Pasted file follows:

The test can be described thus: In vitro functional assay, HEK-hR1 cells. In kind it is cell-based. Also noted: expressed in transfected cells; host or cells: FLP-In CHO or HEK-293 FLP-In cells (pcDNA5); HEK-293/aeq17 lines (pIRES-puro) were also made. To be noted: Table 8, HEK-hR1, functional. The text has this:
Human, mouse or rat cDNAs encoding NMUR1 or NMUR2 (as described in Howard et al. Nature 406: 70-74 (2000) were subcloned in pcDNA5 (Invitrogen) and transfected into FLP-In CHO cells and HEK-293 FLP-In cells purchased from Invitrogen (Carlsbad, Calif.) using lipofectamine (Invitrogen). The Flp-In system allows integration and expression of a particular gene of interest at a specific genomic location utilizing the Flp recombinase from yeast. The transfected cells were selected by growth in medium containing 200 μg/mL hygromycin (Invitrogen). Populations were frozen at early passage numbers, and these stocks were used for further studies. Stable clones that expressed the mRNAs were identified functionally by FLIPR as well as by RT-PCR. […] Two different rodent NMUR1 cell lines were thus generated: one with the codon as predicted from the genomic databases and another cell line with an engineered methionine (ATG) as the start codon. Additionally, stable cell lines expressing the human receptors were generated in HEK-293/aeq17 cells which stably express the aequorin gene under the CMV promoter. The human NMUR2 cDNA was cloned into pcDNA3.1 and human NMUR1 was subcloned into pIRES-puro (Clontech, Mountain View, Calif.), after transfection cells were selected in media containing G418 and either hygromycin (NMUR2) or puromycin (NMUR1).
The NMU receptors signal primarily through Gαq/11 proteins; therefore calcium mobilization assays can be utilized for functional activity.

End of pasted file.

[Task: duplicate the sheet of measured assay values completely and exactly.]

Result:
The test can be described thus: In vitro functional assay, HEK-hR1 cells. In kind it is cell-based. Also noted: expressed in transfected cells; host or cells: FLP-In CHO or HEK-293 FLP-In cells (pcDNA5); HEK-293/aeq17 lines (pIRES-puro) were also made. To be noted: Table 8, HEK-hR1, functional. The text has this:
Human, mouse or rat cDNAs encoding NMUR1 or NMUR2 (as described in Howard et al. Nature 406: 70-74 (2000) were subcloned in pcDNA5 (Invitrogen) and transfected into FLP-In CHO cells and HEK-293 FLP-In cells purchased from Invitrogen (Carlsbad, Calif.) using lipofectamine (Invitrogen). The Flp-In system allows integration and expression of a particular gene of interest at a specific genomic location utilizing the Flp recombinase from yeast. The transfected cells were selected by growth in medium containing 200 μg/mL hygromycin (Invitrogen). Populations were frozen at early passage numbers, and these stocks were used for further studies. Stable clones that expressed the mRNAs were identified functionally by FLIPR as well as by RT-PCR. […] Two different rodent NMUR1 cell lines were thus generated: one with the codon as predicted from the genomic databases and another cell line with an engineered methionine (ATG) as the start codon. Additionally, stable cell lines expressing the human receptors were generated in HEK-293/aeq17 cells which stably express the aequorin gene under the CMV promoter. The human NMUR2 cDNA was cloned into pcDNA3.1 and human NMUR1 was subcloned into pIRES-puro (Clontech, Mountain View, Calif.), after transfection cells were selected in media containing G418 and either hygromycin (NMUR2) or puromycin (NMUR1).
The NMU receptors signal primarily through Gαq/11 proteins; therefore calcium mobilization assays can be utilized for functional activity.